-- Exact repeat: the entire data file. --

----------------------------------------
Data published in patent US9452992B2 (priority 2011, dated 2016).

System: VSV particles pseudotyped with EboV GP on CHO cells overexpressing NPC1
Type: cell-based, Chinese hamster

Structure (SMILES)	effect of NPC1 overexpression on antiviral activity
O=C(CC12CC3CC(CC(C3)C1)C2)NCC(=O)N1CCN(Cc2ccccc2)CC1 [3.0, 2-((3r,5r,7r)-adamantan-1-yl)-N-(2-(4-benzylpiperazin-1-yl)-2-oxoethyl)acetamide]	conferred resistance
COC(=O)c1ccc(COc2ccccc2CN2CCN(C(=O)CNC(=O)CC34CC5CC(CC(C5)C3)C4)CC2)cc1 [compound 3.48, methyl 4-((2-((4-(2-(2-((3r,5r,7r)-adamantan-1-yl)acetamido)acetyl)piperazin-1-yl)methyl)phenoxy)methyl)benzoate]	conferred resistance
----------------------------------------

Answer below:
Data published in patent US9452992B2 (priority 2011, dated 2016).

System: VSV particles pseudotyped with EboV GP on CHO cells overexpressing NPC1
Type: cell-based, Chinese hamster

Structure (SMILES)	effect of NPC1 overexpression on antiviral activity
O=C(CC12CC3CC(CC(C3)C1)C2)NCC(=O)N1CCN(Cc2ccccc2)CC1 [3.0, 2-((3r,5r,7r)-adamantan-1-yl)-N-(2-(4-benzylpiperazin-1-yl)-2-oxoethyl)acetamide]	conferred resistance
COC(=O)c1ccc(COc2ccccc2CN2CCN(C(=O)CNC(=O)CC34CC5CC(CC(C5)C3)C4)CC2)cc1 [compound 3.48, methyl 4-((2-((4-(2-(2-((3r,5r,7r)-adamantan-1-yl)acetamido)acetyl)piperazin-1-yl)methyl)phenoxy)methyl)benzoate]	conferred resistance